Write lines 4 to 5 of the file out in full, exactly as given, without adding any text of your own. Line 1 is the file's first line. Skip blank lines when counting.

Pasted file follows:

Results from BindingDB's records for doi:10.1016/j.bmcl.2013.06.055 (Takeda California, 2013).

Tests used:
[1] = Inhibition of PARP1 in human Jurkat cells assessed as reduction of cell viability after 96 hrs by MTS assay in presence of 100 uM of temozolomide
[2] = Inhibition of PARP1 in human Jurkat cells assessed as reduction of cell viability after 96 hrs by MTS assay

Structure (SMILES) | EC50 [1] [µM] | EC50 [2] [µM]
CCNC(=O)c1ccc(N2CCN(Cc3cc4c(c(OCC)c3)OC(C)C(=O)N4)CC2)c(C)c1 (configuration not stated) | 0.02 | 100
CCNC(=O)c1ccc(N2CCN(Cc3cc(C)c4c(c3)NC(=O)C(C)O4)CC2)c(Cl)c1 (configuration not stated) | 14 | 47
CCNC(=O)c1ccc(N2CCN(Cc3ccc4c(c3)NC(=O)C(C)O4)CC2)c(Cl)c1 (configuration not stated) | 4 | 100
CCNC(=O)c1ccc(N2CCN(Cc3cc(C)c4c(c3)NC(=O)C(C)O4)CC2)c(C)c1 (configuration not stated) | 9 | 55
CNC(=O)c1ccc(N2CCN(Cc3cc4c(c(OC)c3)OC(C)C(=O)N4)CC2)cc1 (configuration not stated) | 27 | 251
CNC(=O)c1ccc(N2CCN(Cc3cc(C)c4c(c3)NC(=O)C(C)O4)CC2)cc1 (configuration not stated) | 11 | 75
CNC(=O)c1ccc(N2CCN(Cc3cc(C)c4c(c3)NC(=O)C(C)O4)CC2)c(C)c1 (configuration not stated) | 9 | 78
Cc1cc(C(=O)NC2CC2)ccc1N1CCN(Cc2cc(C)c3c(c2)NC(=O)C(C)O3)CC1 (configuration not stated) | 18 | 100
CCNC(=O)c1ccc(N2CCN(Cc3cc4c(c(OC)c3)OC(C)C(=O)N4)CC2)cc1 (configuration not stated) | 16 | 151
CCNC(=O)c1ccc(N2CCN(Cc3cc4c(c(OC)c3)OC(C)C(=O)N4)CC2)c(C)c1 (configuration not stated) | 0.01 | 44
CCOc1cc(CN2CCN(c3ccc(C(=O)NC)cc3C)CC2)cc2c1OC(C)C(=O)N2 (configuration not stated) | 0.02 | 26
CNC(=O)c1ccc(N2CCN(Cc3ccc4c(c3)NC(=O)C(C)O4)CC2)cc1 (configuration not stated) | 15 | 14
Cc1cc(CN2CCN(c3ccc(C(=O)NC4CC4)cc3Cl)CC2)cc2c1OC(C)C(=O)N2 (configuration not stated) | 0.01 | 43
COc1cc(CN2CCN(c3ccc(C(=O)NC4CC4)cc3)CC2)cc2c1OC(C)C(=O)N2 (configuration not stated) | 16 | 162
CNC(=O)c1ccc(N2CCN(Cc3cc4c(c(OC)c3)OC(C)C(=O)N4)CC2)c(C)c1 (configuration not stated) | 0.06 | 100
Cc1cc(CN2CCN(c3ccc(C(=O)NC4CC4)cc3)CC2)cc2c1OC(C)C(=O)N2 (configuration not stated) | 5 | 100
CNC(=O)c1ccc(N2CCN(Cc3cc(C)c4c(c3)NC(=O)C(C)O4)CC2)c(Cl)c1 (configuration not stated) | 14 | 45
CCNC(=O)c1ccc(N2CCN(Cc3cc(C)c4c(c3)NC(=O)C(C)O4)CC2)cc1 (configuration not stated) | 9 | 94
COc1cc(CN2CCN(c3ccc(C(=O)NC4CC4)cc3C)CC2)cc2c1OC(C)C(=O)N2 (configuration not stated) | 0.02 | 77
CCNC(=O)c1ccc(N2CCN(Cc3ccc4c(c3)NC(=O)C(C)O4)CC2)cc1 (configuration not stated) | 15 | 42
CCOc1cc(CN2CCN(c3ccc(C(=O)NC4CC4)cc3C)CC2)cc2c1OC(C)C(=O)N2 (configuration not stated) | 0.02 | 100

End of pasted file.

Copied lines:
[2] = Inhibition of PARP1 in human Jurkat cells assessed as reduction of cell viability after 96 hrs by MTS assay

Structure (SMILES) | EC50 [1] [µM] | EC50 [2] [µM]